In 1900 was the mine sold to W.S. Stratton - most probably because it's closeness to the American Eagle and within the area he was interested for with his "bowl of gold" theory. What happen after this I don't know, but Gary do mention in his article(2.) that his drawings are based on several old pictures taken around 1905 - so far I have found none by looking around Internet. Still have left to go over my own book collection that I one day soon better start cataloguing pictures in so I don't have to constantly browse through them looking for that one picture I need there and then..

Not being a big producer and having a deep mine, the Favorite didn't need a big/extensive headframe. They used a ore bucket which was about the size of an iron barrel and could be used for both lowering men and materials and to hoist up ore, waste and water if encountered. Bucket's side where curved to prevent it catching the sides of the shaft.

How all this worked according to the article was quite simple. Top of shaft is/was called a "shaft collar" and the man standing there was/is called a "top lander". So, when the bucket cleared the shaft he slammed the trapdoor (a lid covering the shaft) to prevent rocks from the ore bucket to get loose and go back into the hole and hitting someone down there

After doing that he climbed the stairs up to a platform where he hooked a block and tackle to the bottom eye of the bucket. The hoist operator then slowly lowered the ore bucket while the "top lander" pulled on the block and tackle swinging the bucket away from the shaft towards the platform where he was standing.

By doing this the ore bucket would tip over and the ore/waste inside of it would then dump into a waiting little ore car below the loading platform. Then the hoist operator would hoist the bucket up again, the block and tackle would have been removed, the "top lander" would have gone down from the platform, and opened the trapdoor and bucket would go down the hole again.

Meanwhile, another man, or maybe even the "top lander" after open trapdoor, would take the now full ore car (most likely a 18" car) to either the dump or a orebin close by for storage until it was full enough to warrant a further trip with some other transport - either a train or animal train - to the mill.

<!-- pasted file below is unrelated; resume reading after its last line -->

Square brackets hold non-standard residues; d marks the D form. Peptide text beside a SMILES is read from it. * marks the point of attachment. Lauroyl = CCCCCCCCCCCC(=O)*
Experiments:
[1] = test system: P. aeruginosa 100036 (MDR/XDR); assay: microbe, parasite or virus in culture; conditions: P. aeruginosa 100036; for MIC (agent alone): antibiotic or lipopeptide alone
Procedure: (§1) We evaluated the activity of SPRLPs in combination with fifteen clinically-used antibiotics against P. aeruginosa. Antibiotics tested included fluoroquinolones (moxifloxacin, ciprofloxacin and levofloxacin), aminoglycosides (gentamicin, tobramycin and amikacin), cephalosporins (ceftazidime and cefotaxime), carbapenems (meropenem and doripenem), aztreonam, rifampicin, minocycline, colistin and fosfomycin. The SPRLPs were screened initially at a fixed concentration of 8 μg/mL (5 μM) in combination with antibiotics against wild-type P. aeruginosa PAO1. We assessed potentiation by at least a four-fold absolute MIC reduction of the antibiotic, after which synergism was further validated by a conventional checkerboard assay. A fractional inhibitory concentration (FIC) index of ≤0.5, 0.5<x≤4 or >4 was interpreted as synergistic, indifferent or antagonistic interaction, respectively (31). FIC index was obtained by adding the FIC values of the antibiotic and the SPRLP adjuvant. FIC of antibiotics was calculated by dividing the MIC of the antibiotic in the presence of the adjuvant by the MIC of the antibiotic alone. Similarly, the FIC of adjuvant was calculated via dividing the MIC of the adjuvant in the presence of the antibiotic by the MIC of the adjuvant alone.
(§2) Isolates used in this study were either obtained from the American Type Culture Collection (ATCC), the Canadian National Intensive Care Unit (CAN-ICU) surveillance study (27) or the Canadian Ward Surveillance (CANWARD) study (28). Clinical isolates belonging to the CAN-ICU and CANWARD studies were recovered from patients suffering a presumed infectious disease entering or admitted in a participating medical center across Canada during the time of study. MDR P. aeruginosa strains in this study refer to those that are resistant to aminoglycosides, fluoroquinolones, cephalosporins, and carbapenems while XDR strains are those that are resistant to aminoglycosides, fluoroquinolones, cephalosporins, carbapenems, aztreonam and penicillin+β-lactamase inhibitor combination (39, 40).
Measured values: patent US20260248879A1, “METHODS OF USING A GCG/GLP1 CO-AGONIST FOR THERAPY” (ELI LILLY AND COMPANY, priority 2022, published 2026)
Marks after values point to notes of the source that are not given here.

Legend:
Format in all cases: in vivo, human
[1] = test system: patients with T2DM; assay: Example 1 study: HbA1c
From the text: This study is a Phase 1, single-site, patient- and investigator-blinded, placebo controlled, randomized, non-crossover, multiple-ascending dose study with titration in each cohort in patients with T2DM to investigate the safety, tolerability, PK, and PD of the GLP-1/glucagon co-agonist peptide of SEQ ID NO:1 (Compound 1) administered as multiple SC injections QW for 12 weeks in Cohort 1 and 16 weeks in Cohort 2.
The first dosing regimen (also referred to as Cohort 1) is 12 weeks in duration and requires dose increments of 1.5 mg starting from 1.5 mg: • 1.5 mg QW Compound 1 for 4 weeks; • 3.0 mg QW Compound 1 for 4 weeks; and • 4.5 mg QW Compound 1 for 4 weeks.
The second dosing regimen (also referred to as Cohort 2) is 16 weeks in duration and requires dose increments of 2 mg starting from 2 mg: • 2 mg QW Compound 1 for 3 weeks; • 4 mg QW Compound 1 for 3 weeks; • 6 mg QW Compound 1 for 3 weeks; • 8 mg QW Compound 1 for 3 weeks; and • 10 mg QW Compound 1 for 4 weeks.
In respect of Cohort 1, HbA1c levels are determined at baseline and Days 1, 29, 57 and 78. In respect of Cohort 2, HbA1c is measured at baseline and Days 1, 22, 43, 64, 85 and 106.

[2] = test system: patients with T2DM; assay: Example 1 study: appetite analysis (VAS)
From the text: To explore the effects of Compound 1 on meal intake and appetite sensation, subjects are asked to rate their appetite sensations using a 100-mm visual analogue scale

All this would make for a wonderful animation inside of Trainz, but alas, my skills are not even close to what they need to be to pull this off... frown


The Favorite Mine is my fourth attempt of buildings/structures of the Cripple Creek District. Reason this time is an article & drawings in the NG&SLG Jan-Feb 1992 (p56-59) magazine. Being that the drawing is copyright 1991 by Gary M. Whooler of (then at least) Timberline Scale Drawings I can't show either them or the article without permission, which I haven't sought after so... smile

But, it's a nice little article, some info in there I will put in here later together with other bit's and pieces, but for, if you are interested, and would like to see that article, try to locate this magazine for instance on ebay as I see them there all the time

And, it's being a small mine means it should be quite easy and fast to make this (when I was younger, I actually made part of this mine as an H0 model) - or so I though yesterday when I started it... smile

Today I'm still working with putting in the basics, buildings are done, so is head frame, and the shaft collar except the lid that protected the miners below from getting a stone or three in the head when the bucket is unloaded at the top. I also haven't made the actually unloading parts, or the ore bucket - but it comes along.

I just wondered off gmax a little and started writing/making this page, and to collect some more info about this mine and the company(1.) behind it. But, I will get back to work again, just put in a couple of screenshots from gmax and the basic model. smile

Today's pictures:

Fig.1 - Left side of the mine in so called wireframe.

Fig.2 - Front of mine.

Fig.3 - Right side, just with the basic colors gmax make. I felt quite proud of this model when I saw what I could create.

Fig.4 - This is the backside, seen as perspective.

  1. The Official Manual of Cripple Creek, 1900 by Fred Hills (page 178)
  2. The Favorite Mine, an article in the Narrow Gauge & Short Line Gazette of January/February 1992 (page 56-59)